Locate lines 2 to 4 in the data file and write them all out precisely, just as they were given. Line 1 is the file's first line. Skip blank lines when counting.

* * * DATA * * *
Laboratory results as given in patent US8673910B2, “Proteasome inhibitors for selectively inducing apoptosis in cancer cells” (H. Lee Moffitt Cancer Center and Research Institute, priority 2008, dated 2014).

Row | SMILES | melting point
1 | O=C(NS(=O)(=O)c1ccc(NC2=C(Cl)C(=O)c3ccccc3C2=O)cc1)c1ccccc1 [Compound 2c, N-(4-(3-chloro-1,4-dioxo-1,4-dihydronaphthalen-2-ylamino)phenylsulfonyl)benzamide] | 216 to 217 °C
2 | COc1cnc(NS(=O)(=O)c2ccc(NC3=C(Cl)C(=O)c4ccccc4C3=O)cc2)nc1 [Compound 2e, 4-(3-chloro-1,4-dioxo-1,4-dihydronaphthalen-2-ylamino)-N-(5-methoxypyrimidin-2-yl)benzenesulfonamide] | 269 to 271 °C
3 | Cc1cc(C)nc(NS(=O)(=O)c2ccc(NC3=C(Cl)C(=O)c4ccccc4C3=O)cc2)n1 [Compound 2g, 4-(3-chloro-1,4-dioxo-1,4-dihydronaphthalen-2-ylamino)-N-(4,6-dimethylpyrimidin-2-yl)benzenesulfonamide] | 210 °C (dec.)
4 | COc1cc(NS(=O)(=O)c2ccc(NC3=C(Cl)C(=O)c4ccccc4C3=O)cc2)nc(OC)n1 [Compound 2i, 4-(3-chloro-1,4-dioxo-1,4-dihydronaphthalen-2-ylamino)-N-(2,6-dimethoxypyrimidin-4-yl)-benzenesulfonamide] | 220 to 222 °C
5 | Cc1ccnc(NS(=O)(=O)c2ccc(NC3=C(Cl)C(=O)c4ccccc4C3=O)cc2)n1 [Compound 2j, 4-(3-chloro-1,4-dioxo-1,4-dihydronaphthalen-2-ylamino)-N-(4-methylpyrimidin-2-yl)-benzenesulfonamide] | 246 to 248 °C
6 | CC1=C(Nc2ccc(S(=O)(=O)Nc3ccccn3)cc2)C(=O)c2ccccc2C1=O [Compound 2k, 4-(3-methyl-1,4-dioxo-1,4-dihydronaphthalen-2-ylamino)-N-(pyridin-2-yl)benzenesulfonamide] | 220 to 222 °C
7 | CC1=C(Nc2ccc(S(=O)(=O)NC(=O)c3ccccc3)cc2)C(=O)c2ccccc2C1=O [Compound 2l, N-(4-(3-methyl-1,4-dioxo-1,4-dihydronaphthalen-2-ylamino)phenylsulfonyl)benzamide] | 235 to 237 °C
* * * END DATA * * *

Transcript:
Row | SMILES | melting point
1 | O=C(NS(=O)(=O)c1ccc(NC2=C(Cl)C(=O)c3ccccc3C2=O)cc1)c1ccccc1 [Compound 2c, N-(4-(3-chloro-1,4-dioxo-1,4-dihydronaphthalen-2-ylamino)phenylsulfonyl)benzamide] | 216 to 217 °C
2 | COc1cnc(NS(=O)(=O)c2ccc(NC3=C(Cl)C(=O)c4ccccc4C3=O)cc2)nc1 [Compound 2e, 4-(3-chloro-1,4-dioxo-1,4-dihydronaphthalen-2-ylamino)-N-(5-methoxypyrimidin-2-yl)benzenesulfonamide] | 269 to 271 °C